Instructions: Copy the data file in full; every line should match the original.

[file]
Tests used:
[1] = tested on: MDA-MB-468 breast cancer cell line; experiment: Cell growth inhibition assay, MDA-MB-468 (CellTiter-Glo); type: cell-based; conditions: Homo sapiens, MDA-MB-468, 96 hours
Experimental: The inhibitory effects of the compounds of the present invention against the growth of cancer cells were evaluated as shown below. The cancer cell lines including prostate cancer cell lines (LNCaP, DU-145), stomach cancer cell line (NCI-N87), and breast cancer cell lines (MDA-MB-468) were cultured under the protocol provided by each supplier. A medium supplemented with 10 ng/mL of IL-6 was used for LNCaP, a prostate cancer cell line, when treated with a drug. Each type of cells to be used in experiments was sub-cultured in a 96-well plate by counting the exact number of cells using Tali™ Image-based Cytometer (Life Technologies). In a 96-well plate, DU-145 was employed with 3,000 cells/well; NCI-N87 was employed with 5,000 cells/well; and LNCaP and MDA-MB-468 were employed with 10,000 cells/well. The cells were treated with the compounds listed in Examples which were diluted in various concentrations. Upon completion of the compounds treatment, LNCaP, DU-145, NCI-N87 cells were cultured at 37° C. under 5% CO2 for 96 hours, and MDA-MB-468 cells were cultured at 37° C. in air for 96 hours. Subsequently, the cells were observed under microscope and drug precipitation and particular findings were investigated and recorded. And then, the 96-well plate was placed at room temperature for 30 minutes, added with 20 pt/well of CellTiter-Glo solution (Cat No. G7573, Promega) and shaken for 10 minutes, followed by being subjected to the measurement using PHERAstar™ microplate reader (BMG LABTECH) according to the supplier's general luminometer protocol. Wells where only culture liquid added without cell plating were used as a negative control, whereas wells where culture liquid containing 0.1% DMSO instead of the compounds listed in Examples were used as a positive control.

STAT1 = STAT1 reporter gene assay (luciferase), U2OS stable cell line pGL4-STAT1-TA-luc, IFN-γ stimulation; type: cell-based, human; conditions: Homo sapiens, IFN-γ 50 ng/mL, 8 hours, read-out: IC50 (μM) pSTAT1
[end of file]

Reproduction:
Tests used:
[1] = tested on: MDA-MB-468 breast cancer cell line; experiment: Cell growth inhibition assay, MDA-MB-468 (CellTiter-Glo); type: cell-based; conditions: Homo sapiens, MDA-MB-468, 96 hours
Experimental: The inhibitory effects of the compounds of the present invention against the growth of cancer cells were evaluated as shown below. The cancer cell lines including prostate cancer cell lines (LNCaP, DU-145), stomach cancer cell line (NCI-N87), and breast cancer cell lines (MDA-MB-468) were cultured under the protocol provided by each supplier. A medium supplemented with 10 ng/mL of IL-6 was used for LNCaP, a prostate cancer cell line, when treated with a drug. Each type of cells to be used in experiments was sub-cultured in a 96-well plate by counting the exact number of cells using Tali™ Image-based Cytometer (Life Technologies). In a 96-well plate, DU-145 was employed with 3,000 cells/well; NCI-N87 was employed with 5,000 cells/well; and LNCaP and MDA-MB-468 were employed with 10,000 cells/well. The cells were treated with the compounds listed in Examples which were diluted in various concentrations. Upon completion of the compounds treatment, LNCaP, DU-145, NCI-N87 cells were cultured at 37° C. under 5% CO2 for 96 hours, and MDA-MB-468 cells were cultured at 37° C. in air for 96 hours. Subsequently, the cells were observed under microscope and drug precipitation and particular findings were investigated and recorded. And then, the 96-well plate was placed at room temperature for 30 minutes, added with 20 pt/well of CellTiter-Glo solution (Cat No. G7573, Promega) and shaken for 10 minutes, followed by being subjected to the measurement using PHERAstar™ microplate reader (BMG LABTECH) according to the supplier's general luminometer protocol. Wells where only culture liquid added without cell plating were used as a negative control, whereas wells where culture liquid containing 0.1% DMSO instead of the compounds listed in Examples were used as a positive control.

STAT1 = STAT1 reporter gene assay (luciferase), U2OS stable cell line pGL4-STAT1-TA-luc, IFN-γ stimulation; type: cell-based, human; conditions: Homo sapiens, IFN-γ 50 ng/mL, 8 hours, read-out: IC50 (μM) pSTAT1